Understanding the Holocaust
The Holocaust has been called the most terrible catastrophe in modern
history: a hideous nightmare that came true, a hell on Earth, the hidden
battlefront of World War II, and the War against the Jews. People have
also given it the name Shoah, a Hebrew word, meaning "a whirlwind of
The Holocaust was the systematic murder of 6 million Jews during World
War II. Before the Holocaust, 9 million Jews lived in Europe. They made
their homes in about twenty European countries. Some were artists,
playwrights, architects, writers, and musicians. Others were wealthy
bankers, businesspeople, doctors, lawyers, scientists, and engineers.
However, most European Jews were average people with average incomes. By
the end of World War II, two thirds of them were dead.
German scientists, businesspeople, industrialists, and civil servants
contributed to the killing effort. With this support, the Nazis were
able to set up an organization devoted to mass murder. It worked with
fast and brutal efficiency.
The Jews were not the only victims of Nazi hatred. The Nazis also
murdered 5 to 6 million Roma and Sinti (Gypsies), people with handicaps,
Communists, Jehovah's Witnesses, homosexuals, labor unionists, Slavic
people, political prisoners, and prisoners of war.
The Jews, however, suffered such staggering losses that a new word was
created to describe what happened to them: genocide. Genocide means the
systematic murder of a whole group of people because of their race,
religion, or nationality.
Who was Adolf Hitler?
Adolph Hitler has been called a monster, the devil, the Antichrist, a
demonic dictator, a megalomaniac, a spellbinder, and the most evil
genius of the twentieth century. He was elected as chancellor of Germany
on January 30, 1933. For twelve years, he led his country on a rampage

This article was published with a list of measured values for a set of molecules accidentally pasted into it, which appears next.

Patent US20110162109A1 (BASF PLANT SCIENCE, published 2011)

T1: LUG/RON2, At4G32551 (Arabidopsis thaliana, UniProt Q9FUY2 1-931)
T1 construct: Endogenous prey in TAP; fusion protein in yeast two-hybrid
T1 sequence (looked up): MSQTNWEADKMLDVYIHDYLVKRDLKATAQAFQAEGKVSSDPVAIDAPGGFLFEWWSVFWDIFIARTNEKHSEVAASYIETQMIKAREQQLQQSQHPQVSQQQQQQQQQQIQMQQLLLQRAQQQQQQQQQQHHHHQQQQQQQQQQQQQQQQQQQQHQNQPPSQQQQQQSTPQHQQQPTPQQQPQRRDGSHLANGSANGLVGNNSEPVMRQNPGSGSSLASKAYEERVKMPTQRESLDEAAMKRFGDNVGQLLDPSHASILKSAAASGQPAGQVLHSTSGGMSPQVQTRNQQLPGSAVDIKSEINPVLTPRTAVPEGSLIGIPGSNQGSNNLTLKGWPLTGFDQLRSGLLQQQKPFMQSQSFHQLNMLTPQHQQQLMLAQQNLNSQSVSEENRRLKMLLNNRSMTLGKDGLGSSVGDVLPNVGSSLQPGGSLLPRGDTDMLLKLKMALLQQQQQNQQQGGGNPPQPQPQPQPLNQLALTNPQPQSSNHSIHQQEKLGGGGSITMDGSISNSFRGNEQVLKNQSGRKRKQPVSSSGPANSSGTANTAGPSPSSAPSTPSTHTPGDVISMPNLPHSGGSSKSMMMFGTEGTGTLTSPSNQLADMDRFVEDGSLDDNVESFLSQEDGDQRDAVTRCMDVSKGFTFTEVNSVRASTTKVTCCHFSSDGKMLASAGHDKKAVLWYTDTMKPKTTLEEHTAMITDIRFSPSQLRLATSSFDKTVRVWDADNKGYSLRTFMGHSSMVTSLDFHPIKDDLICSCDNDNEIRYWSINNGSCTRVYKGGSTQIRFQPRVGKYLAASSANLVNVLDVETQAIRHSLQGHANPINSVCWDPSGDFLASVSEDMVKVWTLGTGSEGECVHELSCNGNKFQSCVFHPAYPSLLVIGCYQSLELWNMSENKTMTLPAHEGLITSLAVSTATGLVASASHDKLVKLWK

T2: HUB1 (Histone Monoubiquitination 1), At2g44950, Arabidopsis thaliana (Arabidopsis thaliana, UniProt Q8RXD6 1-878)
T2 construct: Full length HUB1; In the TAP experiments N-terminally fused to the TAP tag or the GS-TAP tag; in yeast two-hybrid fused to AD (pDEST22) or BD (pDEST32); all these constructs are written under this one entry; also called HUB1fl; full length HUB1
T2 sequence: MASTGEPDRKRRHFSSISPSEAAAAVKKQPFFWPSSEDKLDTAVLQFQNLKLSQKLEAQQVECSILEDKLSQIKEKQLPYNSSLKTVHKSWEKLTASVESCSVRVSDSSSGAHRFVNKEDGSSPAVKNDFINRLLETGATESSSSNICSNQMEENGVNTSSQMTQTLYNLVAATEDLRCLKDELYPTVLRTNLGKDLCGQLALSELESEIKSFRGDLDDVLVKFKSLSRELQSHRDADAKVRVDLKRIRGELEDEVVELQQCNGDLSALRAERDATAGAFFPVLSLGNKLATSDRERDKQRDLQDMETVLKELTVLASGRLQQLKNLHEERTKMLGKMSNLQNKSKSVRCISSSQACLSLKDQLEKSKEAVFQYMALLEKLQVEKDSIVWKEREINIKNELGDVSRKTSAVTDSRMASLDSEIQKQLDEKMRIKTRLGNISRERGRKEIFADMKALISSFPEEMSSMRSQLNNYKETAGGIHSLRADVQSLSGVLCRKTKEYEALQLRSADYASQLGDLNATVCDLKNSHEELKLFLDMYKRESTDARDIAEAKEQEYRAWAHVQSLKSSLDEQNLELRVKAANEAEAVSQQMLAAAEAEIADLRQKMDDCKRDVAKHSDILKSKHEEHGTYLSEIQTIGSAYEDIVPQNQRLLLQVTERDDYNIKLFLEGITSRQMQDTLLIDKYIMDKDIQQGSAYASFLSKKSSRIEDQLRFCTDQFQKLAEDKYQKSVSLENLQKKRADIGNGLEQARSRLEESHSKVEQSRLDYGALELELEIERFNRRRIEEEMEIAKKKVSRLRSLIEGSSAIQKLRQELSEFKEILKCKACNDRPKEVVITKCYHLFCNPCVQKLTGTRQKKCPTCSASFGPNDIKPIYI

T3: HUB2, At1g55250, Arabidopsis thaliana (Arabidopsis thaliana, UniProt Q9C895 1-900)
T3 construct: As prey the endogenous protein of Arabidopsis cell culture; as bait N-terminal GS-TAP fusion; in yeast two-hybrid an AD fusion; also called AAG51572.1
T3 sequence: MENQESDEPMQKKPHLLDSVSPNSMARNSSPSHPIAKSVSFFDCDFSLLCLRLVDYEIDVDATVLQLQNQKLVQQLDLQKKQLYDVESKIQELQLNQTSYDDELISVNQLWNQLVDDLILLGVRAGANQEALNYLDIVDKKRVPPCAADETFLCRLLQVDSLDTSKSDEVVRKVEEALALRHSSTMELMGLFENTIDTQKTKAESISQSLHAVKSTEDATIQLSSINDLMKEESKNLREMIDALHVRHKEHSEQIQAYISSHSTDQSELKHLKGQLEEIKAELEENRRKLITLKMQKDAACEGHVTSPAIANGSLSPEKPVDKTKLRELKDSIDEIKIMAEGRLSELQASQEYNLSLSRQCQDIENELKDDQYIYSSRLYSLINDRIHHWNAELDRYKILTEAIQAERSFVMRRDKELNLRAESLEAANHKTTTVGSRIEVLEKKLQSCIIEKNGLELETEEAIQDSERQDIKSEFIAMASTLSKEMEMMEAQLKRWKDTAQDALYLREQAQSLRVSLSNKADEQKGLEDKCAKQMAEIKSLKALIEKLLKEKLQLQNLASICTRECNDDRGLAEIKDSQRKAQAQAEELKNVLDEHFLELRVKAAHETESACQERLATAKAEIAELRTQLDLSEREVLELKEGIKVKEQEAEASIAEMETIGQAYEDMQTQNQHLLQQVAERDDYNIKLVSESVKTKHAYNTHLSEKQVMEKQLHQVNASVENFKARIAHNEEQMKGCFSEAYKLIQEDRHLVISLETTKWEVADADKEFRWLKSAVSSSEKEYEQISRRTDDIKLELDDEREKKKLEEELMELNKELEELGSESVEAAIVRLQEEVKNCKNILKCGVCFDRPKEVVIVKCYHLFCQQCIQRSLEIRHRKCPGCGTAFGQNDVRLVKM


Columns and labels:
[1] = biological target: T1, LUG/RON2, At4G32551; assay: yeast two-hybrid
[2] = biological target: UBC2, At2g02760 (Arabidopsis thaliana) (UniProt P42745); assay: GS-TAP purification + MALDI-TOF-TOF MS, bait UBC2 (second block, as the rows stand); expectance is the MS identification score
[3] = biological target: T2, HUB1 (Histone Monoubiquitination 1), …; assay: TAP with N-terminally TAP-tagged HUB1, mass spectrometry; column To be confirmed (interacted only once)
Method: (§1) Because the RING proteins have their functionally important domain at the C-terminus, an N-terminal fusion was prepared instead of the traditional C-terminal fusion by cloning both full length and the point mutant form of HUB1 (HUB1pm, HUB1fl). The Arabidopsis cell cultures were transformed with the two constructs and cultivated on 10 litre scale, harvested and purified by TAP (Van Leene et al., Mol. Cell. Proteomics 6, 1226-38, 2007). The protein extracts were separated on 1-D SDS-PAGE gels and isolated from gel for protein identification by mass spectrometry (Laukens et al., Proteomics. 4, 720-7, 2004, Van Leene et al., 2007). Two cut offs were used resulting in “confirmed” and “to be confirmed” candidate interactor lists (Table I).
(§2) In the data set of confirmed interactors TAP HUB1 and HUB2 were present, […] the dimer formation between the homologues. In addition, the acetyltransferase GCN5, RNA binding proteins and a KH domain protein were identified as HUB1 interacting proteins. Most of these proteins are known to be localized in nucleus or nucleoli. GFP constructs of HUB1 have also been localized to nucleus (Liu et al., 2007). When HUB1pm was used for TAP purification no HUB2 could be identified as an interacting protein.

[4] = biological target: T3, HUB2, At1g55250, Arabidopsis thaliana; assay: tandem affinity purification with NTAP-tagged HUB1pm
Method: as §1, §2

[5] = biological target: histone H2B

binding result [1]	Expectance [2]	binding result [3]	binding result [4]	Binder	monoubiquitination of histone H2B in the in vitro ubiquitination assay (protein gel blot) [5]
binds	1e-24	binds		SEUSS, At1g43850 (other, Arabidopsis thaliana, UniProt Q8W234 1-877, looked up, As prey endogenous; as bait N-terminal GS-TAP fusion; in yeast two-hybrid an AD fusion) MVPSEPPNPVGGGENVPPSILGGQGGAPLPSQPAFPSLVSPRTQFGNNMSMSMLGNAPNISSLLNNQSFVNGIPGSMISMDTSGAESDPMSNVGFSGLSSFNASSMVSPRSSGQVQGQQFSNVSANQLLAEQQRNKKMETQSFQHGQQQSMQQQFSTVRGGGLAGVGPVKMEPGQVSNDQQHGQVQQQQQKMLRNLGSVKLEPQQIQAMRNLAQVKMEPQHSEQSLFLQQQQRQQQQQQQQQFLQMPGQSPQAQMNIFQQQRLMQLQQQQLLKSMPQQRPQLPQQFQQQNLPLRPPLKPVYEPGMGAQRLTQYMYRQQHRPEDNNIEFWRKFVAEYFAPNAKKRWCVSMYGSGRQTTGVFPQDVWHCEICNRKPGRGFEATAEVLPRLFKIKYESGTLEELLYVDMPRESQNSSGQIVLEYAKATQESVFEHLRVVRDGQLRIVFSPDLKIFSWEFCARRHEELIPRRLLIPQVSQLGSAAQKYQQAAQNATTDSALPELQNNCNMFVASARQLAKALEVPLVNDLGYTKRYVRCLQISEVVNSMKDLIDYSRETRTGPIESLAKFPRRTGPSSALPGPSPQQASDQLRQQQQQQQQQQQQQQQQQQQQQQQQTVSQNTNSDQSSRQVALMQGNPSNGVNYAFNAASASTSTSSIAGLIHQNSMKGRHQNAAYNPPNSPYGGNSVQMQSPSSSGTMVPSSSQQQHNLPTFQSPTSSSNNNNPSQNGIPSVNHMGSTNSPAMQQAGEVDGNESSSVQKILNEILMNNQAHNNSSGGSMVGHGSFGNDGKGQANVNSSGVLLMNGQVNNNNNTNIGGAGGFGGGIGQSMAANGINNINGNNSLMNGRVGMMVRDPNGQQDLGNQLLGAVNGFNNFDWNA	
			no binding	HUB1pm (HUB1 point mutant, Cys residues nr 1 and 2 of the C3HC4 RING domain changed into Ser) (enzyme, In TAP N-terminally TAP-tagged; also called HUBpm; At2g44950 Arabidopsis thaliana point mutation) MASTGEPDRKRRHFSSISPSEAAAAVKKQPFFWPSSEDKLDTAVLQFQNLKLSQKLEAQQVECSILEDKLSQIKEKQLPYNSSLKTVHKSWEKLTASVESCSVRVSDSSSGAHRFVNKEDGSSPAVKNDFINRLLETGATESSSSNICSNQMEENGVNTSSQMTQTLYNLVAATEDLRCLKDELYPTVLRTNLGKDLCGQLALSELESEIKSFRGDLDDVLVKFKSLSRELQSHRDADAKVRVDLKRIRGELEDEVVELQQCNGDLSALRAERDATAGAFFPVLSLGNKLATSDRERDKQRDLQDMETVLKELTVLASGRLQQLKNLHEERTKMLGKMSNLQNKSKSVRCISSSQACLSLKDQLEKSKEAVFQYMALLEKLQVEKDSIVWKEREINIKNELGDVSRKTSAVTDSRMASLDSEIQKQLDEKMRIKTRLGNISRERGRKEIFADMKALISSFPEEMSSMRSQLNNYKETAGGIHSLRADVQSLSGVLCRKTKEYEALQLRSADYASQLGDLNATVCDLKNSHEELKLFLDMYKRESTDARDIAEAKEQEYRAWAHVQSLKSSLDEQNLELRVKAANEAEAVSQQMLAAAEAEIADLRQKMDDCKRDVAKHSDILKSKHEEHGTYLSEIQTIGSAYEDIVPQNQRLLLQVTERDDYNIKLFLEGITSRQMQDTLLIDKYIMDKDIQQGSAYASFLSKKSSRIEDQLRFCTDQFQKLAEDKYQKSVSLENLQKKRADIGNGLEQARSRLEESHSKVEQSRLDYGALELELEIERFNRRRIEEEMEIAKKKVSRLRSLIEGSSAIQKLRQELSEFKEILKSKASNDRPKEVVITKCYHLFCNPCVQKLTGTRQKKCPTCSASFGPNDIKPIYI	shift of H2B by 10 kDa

of war, destruction, and death.
A hypnotic speaker, Hitler used fear, hate, lies, and violence to grab
and hold attention and power. He understood the value of propaganda, the
use of lies and half-truths to get people to go along with certain ideas
or attitudes. To build support, Hitler held huge parades and rallies.
Nazi party members waved giant swastikas, the Nazi symbol. They raised
their right arms in the Nazi salute and chanted Heil Hitler, "Hail,
Hitler's rise to power came during the Great Depression of the 1930s.
After being defeated in World War I, the Germans had struggled without
success to get on course again. Their government was divided and weak.
By the time of the Depression, millions of Germans were already
unemployed. German factories were silent. Masses of hungry people waited
in breadlines with buckets of currency that were nearly worthless. At
this time, Hitler gave the Germans a scapegoat: mostly, the Jews. Now
the Germans had somebody to blame for their troubles.
Excerpted from "The Holocaust: Never Forget" by Helen C Strahinich. Copyright © 2015 by Helen C Strahinich. Excerpted by permission. All rights reserved. No part of this excerpt may be reproduced or reprinted without permission in writing from the publisher. Excerpts are provided solely for the personal use of visitors to this web site.